Tag Archives: hplus

Nick Bostrom on TED – Our Biggest Problems: Death, Existential Risks and Limitations of Humans

Philosopher Nick Bostrom, founder of the World Transhumanist Association (Now Humanity+) and current director of Oxford University’s Future of Humanity Institute, presented on humanity’s three biggest problems including death, existential risk and that “life isn’t usually as wonderful as it could be.”

150,000 people die every day. This is a huge number that’s hard to imagine. That’s one of the reasons why people don’t recognize death as a problem, because it’s too big. The other reason is because it’s very familiar. Bostrom gives a beautiful example of comparing people to books. 52 million people died in 2004, which is equal to the loss of 3 Libraries of Congress. This comparison helps to understand the scope of our greatest problem – death. Aging is responsible for a huge portion of human deaths, but unfortunately, there are not enough efforts to cure it.

Existential risk is an important, but neglected problem. The major goal of humanity has to be to survive, but there are very few people who work on evaluating global risks, not to mention prevention of potential catastrophes.

The third problem is basically that humans are limited in so many ways. It would be so great if our life was at its best all the time, but there are quite a lot of obstacles, physical and mental. Nick Bostrom brilliantly explains the idea of transhumanism, which is all about creating and applying technologies that are able to improve ourselves.

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How would you spend 30 million dollars?

There’s a good song by Eminem – If I had a million dollars.  So, if I had a hypothetical task to give away $30 million to different foundations without having a right to influence the projects, I would distribute them as follows, $3 million for each organization:

1. Nanofactory collaboration, Robert Freitas, Ralph Merkle – developers of molecular nanotechnology and nanomedicine. Robert Freitas is the author of the monography Nanomedicine.
2. Singularity institute, Michael Vassar, Eliezer Yudkowsky – developers and ideologists of the friendly Artificial Intelligence
3. SENS Foundation, Aubrey de Grey – the most active engineering project in life extension, focused on the most promising underfunded areas
4. Cryonics Institute – one of the biggest cryonics firms in the US, they are able to use the additional funding more effectively as compared to Alcor
5. Advanced Neural Biosciences, Aschwin de Wolf – an independent cryonics research center created by ex-researchers from Suspended Animation
6. Brain observatory – brain scanning
7. University Hospital Careggi in Florence, Paolo Macchiarini – growing organs (not an American medical school, because this amount of money won’t make any difference to the leading American centers)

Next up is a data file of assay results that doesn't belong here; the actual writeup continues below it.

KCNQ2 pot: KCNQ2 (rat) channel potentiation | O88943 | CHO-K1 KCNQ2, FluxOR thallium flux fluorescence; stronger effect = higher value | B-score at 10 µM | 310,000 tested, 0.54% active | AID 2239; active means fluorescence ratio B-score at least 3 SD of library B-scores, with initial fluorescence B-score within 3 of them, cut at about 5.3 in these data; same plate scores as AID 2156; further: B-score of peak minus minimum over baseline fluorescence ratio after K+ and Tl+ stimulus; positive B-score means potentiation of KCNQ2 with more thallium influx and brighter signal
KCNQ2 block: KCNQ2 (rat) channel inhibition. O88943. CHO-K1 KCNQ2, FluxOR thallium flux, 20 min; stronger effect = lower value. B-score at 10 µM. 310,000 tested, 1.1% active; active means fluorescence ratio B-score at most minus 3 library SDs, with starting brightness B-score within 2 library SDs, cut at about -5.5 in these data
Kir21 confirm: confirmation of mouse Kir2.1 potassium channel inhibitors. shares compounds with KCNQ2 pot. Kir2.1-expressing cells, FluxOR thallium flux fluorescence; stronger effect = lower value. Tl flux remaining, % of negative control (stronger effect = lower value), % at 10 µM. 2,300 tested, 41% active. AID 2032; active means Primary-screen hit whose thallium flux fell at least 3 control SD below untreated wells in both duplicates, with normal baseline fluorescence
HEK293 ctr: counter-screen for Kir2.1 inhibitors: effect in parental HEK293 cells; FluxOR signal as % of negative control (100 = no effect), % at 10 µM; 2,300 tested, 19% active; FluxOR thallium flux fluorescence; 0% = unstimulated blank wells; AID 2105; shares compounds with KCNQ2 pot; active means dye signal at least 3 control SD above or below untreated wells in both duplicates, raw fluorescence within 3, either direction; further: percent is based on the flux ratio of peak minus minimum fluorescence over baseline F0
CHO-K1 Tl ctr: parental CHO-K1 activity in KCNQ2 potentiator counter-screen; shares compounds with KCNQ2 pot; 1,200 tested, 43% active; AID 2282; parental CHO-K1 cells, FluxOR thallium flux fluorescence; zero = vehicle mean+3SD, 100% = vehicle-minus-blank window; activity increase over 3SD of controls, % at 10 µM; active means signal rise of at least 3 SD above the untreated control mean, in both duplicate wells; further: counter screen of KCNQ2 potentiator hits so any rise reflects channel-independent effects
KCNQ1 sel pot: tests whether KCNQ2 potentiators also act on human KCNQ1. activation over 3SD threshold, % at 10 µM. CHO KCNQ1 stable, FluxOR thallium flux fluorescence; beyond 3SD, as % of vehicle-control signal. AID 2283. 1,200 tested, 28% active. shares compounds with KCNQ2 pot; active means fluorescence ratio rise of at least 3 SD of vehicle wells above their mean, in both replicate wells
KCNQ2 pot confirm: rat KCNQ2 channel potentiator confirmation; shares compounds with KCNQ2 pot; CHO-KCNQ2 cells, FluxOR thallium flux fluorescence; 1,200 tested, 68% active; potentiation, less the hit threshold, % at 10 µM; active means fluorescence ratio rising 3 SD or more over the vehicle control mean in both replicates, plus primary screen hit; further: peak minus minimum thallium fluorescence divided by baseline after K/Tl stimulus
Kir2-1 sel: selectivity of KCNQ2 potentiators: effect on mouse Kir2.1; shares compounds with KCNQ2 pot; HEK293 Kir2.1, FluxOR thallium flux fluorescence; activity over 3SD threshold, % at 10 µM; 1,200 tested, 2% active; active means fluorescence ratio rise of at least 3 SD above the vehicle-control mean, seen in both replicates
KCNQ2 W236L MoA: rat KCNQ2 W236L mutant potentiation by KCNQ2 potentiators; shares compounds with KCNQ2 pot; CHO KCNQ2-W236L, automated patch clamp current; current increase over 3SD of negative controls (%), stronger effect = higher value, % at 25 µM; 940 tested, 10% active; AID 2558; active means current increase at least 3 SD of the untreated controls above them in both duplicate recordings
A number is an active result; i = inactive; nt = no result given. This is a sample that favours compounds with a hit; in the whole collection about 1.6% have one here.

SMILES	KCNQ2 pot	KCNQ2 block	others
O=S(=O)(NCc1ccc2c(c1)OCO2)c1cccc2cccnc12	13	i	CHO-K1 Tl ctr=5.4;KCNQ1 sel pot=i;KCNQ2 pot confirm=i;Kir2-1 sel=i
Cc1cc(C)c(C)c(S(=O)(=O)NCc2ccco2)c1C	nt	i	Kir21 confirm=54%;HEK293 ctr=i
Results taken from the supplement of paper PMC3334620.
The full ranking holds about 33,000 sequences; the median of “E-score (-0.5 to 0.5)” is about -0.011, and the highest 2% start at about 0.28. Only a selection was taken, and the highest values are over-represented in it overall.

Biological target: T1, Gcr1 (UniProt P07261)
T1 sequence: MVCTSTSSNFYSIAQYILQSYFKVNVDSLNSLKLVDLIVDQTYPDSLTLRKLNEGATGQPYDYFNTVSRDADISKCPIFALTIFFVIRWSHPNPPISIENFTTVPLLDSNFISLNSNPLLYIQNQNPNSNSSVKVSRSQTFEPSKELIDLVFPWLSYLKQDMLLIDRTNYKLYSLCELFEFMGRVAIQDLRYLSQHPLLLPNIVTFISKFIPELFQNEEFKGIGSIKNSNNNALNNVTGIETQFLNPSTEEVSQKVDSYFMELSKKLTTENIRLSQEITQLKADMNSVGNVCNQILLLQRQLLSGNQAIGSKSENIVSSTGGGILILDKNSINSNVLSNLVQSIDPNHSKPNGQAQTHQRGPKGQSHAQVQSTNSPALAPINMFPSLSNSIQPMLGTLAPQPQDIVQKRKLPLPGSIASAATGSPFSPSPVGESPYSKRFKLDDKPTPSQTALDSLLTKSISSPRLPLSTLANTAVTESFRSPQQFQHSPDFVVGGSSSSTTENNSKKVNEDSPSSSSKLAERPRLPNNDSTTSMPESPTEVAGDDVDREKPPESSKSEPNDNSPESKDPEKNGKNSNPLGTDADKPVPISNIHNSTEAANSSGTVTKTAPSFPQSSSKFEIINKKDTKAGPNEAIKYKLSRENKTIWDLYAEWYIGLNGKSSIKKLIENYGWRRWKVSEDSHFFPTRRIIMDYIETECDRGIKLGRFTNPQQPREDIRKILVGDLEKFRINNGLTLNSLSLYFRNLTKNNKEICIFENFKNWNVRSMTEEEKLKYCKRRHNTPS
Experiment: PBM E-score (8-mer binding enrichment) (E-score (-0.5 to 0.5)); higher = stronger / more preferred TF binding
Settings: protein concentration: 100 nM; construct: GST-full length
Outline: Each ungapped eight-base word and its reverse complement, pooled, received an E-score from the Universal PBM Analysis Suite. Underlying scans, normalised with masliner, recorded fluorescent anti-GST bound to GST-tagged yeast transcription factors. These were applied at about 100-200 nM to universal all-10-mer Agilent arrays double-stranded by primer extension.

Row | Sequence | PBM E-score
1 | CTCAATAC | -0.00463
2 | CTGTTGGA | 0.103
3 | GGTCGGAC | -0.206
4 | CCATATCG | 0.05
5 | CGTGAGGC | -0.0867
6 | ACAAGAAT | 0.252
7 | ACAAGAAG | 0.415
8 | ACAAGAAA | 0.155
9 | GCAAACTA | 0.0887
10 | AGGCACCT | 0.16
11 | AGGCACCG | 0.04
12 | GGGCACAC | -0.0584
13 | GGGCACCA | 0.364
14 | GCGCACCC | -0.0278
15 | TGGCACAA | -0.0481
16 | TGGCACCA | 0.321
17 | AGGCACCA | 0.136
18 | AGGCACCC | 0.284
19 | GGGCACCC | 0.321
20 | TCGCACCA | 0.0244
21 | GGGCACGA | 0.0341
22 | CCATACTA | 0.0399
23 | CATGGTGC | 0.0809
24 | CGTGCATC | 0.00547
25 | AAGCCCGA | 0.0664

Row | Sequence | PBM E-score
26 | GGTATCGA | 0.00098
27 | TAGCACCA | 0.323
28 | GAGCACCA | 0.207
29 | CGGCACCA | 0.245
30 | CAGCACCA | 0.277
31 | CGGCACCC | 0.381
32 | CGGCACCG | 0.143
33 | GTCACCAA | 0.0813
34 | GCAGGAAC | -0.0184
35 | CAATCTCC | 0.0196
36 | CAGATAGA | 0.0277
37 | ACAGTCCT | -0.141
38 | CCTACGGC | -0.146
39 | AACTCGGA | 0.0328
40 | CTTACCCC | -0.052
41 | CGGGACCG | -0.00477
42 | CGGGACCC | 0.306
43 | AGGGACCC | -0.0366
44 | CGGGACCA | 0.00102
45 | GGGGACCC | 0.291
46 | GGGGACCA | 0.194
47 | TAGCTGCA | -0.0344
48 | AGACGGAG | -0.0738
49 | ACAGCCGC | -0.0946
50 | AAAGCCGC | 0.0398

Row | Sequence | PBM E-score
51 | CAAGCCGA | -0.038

8. Immortality institute – advocating for immortalism, selected experiments
9. IEET – institute of ethics and emerging technologies – promotion of transhumanist ideas
10. Small research grants of $50-300 thousand

Now, if the task is to most effectively invest $30 million dollars, what projects would be chosen? (By effectiveness here I mean increasing the chances of radical life extension)

Well, off the top of my head:

1. The project: “Creation of technologies to grow a human liver” – $7 million. The project itself costs approximately $30-50 million, but $7 million is enough to achieve some significant intermediate results and will definitely attract more funds from potential investors.
2. Break the world record in sustaining viability of a mammalian head separate from the body – $0.7 million
3. Creation of an information system, which characterizes data on changes during aging in humans, integrates biomarkers of aging, and evaluates the role of pharmacological and other interventions in aging processes – $3 million
4. Research in increasing cryoprotectors efficacy – $3 million
5. Creation and realization of a program “Regulation of epigenome” – $5 million
6. Creation, promotion and lobbying of the program on research and fighting aging – $2 million
7. Educational programs in the fields of biogerontology, neuromodelling, regenerative medicine, engineered organs – $1.5 million
8. “Artificial blood” project – $2 million
9. Grants for authors, script writers, and art representatives for creation of pieces promoting transhumanism – $0.5 million
10. SENS Foundation project of removing senescent cells – $2 million
11. Creation of a US-based non-profit, which would protect and lobby the right to live and scientific research in life extension – $2 million
12. Participation of  “H+ managers” in conferences, forums  and social events – $1 million
13. Advocacy and creating content in social media – $0.3 million


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H+ Summit in Boston

H+ Summit, H+, hplus, hplussummit, boston, conference, meeting, ray kurzweil, aubrey de grey, david orban, alex lightman, harward university, transhumanism, immortalism, technology development, intelligence

The  H+ Summit took place in Boston on June 12-13 at the Harward University Science Center. Here are some photos that I took at the meeting. Above pictured are the organizers David Orban and Alex Lightman introducing Andrea Kuszewski, who worked on enhancing the intelligence of the audience.

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